Data Encryption Software: Colorado Department of Health Care Policy and Financing Loses Disk, Causes HIPAA Breach.

The Colorado Department of Health Care Policy and Financing has announced that over 3,500 medical-aid applicants’ information was lost when a disk was lost en route to a state agency.  The disk does not appear to have been protected with data encryption such as AlertBoot.


Nearly 3,600 Affected



According to the denverpost.com, HCPF officials have said that 3,590 people’s protected health information was included in the missing disk.  Although dates of birth, SSNs, and other personal information that is used in identity theft was not included, the disk did contain names, addresses, and state identification numbers.


The breach was discovered on May 6.


HIPAA Breach Notification Rules



The HCPF made it clear that the reason why they were announcing the breach was due to HIPAA.  According to a HIPAA amendment in the HITECH Act of 2009, and as interpreted by the US Department of Health and Human Services (HHS), any medical HIPAA-covered entities that experience a breach must notify patients that were affected by said breach (but only if protected health information is involved).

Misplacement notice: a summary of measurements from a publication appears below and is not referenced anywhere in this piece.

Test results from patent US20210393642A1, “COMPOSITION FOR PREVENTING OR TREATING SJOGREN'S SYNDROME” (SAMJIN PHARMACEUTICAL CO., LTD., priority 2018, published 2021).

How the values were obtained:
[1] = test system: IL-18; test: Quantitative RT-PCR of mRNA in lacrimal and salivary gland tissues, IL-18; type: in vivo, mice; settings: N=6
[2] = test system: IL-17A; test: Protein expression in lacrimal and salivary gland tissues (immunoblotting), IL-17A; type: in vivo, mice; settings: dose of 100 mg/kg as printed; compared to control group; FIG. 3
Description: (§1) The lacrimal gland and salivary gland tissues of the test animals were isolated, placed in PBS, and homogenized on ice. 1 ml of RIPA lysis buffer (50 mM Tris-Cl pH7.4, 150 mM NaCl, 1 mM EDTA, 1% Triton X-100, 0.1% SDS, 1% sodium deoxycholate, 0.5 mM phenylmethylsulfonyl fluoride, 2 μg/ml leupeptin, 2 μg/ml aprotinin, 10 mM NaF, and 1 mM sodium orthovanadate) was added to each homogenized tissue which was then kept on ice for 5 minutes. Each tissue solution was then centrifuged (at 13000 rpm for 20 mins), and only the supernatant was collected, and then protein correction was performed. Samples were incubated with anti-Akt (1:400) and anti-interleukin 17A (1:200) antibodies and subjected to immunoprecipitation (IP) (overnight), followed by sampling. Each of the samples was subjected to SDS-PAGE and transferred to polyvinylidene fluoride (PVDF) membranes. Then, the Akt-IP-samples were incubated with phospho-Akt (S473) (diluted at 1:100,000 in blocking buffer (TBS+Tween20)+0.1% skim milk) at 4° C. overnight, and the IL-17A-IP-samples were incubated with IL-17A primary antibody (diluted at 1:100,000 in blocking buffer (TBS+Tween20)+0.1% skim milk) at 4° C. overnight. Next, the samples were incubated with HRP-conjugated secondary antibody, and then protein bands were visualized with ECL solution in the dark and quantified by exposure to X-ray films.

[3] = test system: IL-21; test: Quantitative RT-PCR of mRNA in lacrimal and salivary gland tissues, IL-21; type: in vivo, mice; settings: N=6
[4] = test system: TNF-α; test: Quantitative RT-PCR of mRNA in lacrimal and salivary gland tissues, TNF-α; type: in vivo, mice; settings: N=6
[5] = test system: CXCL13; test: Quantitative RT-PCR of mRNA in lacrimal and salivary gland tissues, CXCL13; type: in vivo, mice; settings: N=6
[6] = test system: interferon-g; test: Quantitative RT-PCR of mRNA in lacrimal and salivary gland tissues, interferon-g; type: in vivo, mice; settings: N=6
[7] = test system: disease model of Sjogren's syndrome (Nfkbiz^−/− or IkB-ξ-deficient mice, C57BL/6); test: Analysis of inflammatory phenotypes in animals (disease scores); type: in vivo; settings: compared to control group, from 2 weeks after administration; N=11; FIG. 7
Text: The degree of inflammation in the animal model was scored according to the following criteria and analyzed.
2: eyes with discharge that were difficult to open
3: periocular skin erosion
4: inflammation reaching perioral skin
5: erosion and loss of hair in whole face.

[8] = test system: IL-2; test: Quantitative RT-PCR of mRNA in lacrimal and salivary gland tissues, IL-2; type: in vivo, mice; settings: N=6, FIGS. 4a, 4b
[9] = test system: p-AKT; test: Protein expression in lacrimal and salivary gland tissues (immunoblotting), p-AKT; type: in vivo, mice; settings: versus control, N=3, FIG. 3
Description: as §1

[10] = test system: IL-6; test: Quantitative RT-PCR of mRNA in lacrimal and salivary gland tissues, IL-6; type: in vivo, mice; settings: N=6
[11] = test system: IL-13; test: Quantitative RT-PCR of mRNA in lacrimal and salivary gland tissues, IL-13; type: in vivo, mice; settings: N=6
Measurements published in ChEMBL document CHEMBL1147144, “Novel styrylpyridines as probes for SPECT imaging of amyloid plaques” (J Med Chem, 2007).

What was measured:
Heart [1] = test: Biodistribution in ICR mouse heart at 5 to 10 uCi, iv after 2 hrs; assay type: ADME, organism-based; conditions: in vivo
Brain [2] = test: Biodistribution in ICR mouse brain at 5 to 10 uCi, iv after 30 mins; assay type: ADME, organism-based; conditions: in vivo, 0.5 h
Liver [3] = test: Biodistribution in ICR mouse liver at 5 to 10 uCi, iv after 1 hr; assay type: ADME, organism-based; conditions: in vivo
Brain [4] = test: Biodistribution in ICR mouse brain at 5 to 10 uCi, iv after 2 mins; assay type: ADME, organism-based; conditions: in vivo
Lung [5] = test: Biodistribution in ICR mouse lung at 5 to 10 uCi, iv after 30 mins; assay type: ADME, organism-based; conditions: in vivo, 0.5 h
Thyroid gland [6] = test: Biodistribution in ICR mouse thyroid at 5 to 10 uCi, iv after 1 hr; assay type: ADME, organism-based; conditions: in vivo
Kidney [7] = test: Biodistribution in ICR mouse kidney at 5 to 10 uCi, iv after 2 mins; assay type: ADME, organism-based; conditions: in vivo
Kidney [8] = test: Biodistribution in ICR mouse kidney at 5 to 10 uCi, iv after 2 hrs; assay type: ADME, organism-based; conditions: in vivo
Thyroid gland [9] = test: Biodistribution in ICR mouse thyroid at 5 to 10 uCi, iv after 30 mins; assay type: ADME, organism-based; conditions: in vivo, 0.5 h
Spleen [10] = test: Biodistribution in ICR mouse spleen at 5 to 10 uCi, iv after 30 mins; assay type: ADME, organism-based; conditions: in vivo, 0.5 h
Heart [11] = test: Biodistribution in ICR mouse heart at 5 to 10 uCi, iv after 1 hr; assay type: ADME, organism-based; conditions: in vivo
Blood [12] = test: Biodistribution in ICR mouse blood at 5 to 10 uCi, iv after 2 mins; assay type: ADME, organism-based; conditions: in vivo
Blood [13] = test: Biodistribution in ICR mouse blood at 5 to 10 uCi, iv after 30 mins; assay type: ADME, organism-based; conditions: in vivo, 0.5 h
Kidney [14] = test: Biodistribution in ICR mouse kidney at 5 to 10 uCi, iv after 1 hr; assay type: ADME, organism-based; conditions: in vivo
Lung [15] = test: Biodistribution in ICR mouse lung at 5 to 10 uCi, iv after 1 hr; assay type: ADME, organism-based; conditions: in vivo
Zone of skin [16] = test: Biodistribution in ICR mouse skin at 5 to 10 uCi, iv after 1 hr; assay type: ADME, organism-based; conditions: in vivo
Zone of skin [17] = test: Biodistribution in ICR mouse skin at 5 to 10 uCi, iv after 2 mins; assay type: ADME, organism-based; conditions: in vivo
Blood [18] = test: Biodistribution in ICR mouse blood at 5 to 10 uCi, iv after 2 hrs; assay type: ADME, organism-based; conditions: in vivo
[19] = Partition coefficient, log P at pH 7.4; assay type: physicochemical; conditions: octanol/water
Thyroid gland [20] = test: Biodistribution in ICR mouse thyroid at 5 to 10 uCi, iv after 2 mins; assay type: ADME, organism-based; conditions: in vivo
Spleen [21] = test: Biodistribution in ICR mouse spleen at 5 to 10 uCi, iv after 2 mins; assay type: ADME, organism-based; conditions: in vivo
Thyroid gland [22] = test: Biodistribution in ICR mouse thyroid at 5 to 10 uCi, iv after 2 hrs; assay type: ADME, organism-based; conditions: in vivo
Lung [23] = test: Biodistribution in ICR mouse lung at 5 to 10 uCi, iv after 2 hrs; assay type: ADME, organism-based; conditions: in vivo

No ifs or buts…unless that information was protected with encryption software.  Not just any encryption, but strong encryption (such as AES -256).  Otherwise, the entity that was entrusted with the information must notify patients and the HHS, which will in turn publicize any breaches involving 500 or more patients.


I must admit that I’m surprised that information still gets sent via an unencrypted disk.  But maybe I shouldn’t be.  After all, it happens more often that you imagine it would.  And, in the current environment of hacked servers and misdirected email (and regular mail, for that matter), perhaps it makes sense.


But why not have a requirement to send it in encrypted format?  The encryption password can still be sent over email, and the only way that can cause damage is if someone manages to intercept the email and the package.


And that is definitely more secure than sending something unencrypted via mail.



Related Articles and Sites:
http://www.colorado.gov/cs/Satellite?blobcol=urldata&blobheader=application%2Fpdf&blobkey=id&blobtable=MungoBlobs&blobwhere=1251723446747&ssbinary=true
http://www.denverpost.com/commented/ci_18386029



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